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Monday, July 6, 2015

Getting to the Heart of Character Appeal Terms with NoveList


Welcome back everyone.  RA for All is back from a very busy staycation in Chicagoland and it is time to get back to work.

The Monday Discussion is going hiatus as I have a lot of posts in the works, including a backlog of reviews. I am also ramping up the horror blog coverage as we creep close to Halloween, so make sure you are looking for new posts on that blog previewed in the right gutter of this one (for example there will be at least 2 this week).

But back to the topic at hand today. I hope those of you who went to ALA Annual visited the NoveList booth.  whether you did or not, I want to point out one of the big new things they were promoting-- the new character appeal language.

What is character appeal? Why should you care? Ahh, I will let Victoria Caplinger from NoveList explain in detail below from their blog, but I can tell you, it has already saved my butt in a few RA patron interactions.  Read on and then try it out for yourself.

Character Appeal Makes Its Debut
Post by Victoria Caplinger

When we first added appeal to NoveList, we focused most of our efforts around Tone and Writing Style. Since then, we’ve received occasional feedback asking why we didn’t include Character as one of our appeal factors. We were initially concerned that users might expect to see types of characters (hard-nosed alcoholic former detectives), or character names (looking at you, Mr. Darcy!). We already have subject headings that cover this kind of information, and we weren’t entirely sure what kind of terms would be helpful in talking about how fiction authors handle characterization.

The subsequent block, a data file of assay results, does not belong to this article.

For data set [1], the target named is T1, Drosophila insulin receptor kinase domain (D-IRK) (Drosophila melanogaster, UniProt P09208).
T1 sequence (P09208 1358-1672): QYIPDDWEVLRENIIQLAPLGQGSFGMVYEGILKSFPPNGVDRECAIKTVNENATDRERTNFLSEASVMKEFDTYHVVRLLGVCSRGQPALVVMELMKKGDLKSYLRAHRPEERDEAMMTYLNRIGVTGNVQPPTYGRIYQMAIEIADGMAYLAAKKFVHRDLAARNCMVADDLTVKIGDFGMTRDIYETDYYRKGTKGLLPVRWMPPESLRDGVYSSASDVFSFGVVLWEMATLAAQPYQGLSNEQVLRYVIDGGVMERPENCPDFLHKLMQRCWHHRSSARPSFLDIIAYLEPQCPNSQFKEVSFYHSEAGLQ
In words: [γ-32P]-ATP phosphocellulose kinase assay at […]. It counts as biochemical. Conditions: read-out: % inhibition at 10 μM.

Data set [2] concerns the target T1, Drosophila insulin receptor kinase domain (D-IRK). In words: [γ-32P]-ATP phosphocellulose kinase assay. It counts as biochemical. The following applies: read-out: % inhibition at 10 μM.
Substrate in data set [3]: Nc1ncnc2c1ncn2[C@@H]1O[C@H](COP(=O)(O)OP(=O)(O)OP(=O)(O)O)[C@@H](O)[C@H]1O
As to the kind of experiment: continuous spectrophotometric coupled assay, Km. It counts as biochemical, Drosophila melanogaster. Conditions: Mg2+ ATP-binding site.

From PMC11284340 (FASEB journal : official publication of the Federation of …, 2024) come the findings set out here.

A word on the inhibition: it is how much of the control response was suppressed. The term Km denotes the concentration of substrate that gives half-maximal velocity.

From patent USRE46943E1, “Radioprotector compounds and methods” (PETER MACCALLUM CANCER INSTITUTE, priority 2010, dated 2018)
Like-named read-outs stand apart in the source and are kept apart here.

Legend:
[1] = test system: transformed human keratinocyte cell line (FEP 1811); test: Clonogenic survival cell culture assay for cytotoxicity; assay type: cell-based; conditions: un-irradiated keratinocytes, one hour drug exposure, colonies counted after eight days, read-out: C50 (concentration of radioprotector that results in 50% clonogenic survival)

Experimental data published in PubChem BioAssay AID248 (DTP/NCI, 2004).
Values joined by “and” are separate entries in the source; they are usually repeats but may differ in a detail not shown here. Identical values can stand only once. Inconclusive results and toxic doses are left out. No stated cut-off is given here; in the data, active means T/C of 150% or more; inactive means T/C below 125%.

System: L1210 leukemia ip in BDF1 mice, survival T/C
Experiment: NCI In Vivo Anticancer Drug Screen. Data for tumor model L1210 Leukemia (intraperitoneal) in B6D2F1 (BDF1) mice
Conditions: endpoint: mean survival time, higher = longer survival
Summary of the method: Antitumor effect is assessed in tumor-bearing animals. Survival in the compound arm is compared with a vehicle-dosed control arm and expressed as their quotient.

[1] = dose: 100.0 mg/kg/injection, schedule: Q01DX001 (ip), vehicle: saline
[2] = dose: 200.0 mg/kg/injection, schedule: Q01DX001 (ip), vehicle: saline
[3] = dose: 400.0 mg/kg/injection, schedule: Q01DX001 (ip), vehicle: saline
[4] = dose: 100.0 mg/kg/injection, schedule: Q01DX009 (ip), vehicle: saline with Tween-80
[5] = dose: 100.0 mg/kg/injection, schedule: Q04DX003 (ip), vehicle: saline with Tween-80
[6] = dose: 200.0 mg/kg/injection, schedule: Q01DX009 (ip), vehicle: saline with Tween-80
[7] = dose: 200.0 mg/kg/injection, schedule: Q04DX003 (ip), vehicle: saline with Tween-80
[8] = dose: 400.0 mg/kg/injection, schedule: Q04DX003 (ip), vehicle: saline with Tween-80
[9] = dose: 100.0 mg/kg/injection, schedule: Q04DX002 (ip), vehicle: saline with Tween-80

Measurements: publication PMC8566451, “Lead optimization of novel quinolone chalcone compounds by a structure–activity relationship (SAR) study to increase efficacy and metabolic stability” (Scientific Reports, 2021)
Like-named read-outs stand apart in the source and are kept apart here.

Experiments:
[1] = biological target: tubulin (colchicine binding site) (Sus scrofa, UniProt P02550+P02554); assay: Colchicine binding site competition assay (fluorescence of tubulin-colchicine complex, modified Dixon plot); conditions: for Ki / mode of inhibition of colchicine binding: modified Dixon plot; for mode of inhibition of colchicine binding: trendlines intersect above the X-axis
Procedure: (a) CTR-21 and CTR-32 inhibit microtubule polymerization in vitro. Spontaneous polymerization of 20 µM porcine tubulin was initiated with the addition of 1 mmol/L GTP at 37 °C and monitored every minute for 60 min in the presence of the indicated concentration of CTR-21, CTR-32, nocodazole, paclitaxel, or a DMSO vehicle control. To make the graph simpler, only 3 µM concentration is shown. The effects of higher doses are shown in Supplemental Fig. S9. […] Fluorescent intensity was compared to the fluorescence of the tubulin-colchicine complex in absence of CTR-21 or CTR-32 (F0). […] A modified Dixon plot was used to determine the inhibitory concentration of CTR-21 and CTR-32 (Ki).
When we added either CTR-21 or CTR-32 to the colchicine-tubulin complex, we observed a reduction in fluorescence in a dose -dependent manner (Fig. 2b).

Fast-forward a few months (or a couple of years!) and lots of research, and we decided to go for it. Rather than focus on the type of character, we concentrated on what people look for when the characters are the most important part of the reading experience.

For some readers, likeable characters are essential, and if you can add relatable to that, even better! Other readers require more depth, and for a suitably complex character may be willing to engage with a protagonist who is flawed, or even in some cases unlikeable. Some readers may be looking for quirky characters, rather than broodingintrospective ones, and books with large casts of characters may draw some readers in, while warning others away. And did I mention my personal favorite, unreliable narrator? No spoilers here!

Some of our character appeal terms are for younger audiences only. We mentioned in an earlier post the inclusion of our character diversity terms. Young readers might also find themselves drawn to books with mischievous characters, or with character duos (here you find your Ivy & Bean, or Elephant & Piggie, or Frog &Toad).

Curious to see the full list of what we came up with? Here they are:

Ability diverse
Authentic
Awkward
Believable
Brooding
Character duos
Complex
Courageous
Culturally diverse
Exaggerated
Flawed
Introspective
Large cast of characters
LGBTQIA diverse
Likeable
Mischievous
Quirky
Relatable
Religiously diverse
Sarcastic
Sassy
Snarky
Spirited
Spunky
Strong female
Sympathetic
Twisted
Unlikeable
Unreliable narrator
Well-developed


For more details (including definitions and audience levels), as well as information about the rest of our appeal language, download the Secret Language of Books: A Guide to Appeal from the What is Appeal page.

These appeal terms are ready to use in NoveList, so give them a whirl and see if you can find some characters to fall in love with!

2 comments:

Sonia Reppe said...

Great list of words for character appeal. The only weak one is "relatable," because what is relatable to one person may not be relatable to another. (I had a professor in Library School who hated that term to describe characters--I was glad that I had never used that word in a book review).

Becky said...

That is a great point Sonia. I too have never used relatable. I think it may work for teens more than adults though,